Back in 2009, AOL CEO Tim Armstrong was, like Yahoo CEO Marissa Mayer is now, a hot shot ex-Google executive who had already banked fame and fortune, ready to take on a riskier, higher-profile job for the sake of legacy.
When he took the job, Armstrong hired a lot of rising industry stars he’d met at Google.
Three years later, a few of those people are still at AOL. Many are gone. All have deep, firsthand experience of what it’s like trying to turn around a company that had — still has — many of the same challenges Yahoo and Marissa Mayer face now.
So, naturally, these people are paying close attention to the moves she is making.
Like most people in the industry, they all pretty much agree that so far, Mayer is making all the right moves.
Except for one.
Mayer has put a great deal of her efforts so far into improving Yahoo’s culture. She’s given employees free meals and free iPhones. She’s keeping the lights on later. She’s throwing a fancier Christmas party.
Veterans of Armstrong’s attempted turnaround all say this is smart. They just question the timing.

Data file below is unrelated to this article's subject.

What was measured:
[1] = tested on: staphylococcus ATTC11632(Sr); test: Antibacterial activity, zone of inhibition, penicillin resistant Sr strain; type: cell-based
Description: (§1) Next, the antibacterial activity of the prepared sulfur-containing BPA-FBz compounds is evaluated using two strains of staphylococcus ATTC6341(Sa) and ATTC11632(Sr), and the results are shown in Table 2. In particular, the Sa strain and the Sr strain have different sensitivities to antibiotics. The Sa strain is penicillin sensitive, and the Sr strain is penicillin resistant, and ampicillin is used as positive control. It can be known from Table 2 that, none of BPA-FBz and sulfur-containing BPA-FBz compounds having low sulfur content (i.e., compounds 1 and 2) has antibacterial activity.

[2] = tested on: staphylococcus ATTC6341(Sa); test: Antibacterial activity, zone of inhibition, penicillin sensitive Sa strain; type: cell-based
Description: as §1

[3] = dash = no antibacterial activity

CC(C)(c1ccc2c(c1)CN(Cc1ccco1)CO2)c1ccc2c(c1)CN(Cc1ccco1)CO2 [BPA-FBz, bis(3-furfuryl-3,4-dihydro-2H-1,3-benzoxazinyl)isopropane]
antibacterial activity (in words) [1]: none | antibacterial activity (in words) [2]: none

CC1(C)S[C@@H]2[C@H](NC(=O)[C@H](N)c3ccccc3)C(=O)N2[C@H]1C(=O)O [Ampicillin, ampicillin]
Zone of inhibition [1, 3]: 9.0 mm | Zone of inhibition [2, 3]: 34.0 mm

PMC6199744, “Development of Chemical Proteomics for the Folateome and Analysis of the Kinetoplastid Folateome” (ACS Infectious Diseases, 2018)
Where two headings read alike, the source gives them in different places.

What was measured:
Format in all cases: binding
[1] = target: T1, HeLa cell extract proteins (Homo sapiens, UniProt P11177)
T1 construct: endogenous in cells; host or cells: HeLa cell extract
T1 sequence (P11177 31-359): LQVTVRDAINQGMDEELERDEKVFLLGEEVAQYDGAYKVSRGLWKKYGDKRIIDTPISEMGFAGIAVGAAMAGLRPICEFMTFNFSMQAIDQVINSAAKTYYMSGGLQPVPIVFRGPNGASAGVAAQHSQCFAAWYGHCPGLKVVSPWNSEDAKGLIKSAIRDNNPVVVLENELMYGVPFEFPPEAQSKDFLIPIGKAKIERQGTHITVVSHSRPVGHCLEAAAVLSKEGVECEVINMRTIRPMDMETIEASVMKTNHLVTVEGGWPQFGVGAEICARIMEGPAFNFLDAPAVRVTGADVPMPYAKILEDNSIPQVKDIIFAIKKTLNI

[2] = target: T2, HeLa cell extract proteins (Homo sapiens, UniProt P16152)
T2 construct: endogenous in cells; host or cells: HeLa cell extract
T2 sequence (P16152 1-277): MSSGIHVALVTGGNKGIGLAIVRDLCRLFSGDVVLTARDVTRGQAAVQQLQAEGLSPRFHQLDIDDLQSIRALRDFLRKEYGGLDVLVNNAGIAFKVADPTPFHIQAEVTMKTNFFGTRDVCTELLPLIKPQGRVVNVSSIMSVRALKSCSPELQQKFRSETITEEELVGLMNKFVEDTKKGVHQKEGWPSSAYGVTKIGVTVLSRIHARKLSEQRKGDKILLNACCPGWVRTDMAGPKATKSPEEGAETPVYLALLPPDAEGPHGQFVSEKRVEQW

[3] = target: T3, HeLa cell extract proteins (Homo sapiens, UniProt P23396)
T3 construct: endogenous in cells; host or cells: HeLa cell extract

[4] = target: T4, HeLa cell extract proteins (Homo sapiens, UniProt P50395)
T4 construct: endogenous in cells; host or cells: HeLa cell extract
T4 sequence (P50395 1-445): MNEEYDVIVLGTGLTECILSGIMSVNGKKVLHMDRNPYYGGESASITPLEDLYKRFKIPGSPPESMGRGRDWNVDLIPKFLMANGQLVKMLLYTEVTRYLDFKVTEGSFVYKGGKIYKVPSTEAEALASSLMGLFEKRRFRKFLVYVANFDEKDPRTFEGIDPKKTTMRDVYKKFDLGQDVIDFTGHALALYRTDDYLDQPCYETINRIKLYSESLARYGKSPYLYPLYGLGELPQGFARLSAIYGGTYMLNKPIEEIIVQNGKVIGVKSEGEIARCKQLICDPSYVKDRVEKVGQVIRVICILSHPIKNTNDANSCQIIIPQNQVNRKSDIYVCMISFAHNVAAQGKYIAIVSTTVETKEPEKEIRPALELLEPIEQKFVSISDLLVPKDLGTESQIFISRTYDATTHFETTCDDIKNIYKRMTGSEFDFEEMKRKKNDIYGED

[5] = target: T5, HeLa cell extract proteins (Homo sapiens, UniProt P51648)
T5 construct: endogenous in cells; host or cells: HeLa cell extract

It’s pretty obvious to anyone paying close attention to Yahoo that one big part of Mayer’s turnaround is going to have to be layoffs. Massive layoffs. Marc Andreessen says Yahoo needs to fire 10,000 of its 18,000 full-time and part-time employees. We’ve heard the same figure from a source inside Yahoo.
Mayer didn’t bring up layoffs at her all-hands meeting with Yahoo employees to announce her turnaround plan for the company, but we were told by a source familiar with her thinking that the only reason for this was that the day was supposed to be a positive day. Layoffs remain a likely move for her. She recently hired a CFO, Ken Goldman, who is a noted cost-cutter.
The people who joined Armstrong in trying to turn around AOL say that Mayer has made a mistake trying to improve morale before getting these layoffs over with first.
When Armstrong came into AOL, he also quickly set about trying to improve morale. And it worked. But then, six months or so later, AOL went through its layoffs, and the mood was spoiled.
These folks say that what Mayer should have done is can the 10,000 people Yahoo needs to can, and then communicate a very clear message the people left behind: This is a startup now. You are the winners. We are going to make this a wonderful place to work in a way we could not before; with free food, iPhones, and better perks.
You probably don’t remember the movie “Margin Call,” a small film that came out a couple years ago. It’s about a Wall Street bank going through the initial stages of the financial crises.
Talking to a veteran of the Armstrong effort at AOL yesterday, a scene from the movie came up because it perfectly illustrates the kind of communication Mayer should have planned to make to people who survived the layoffs.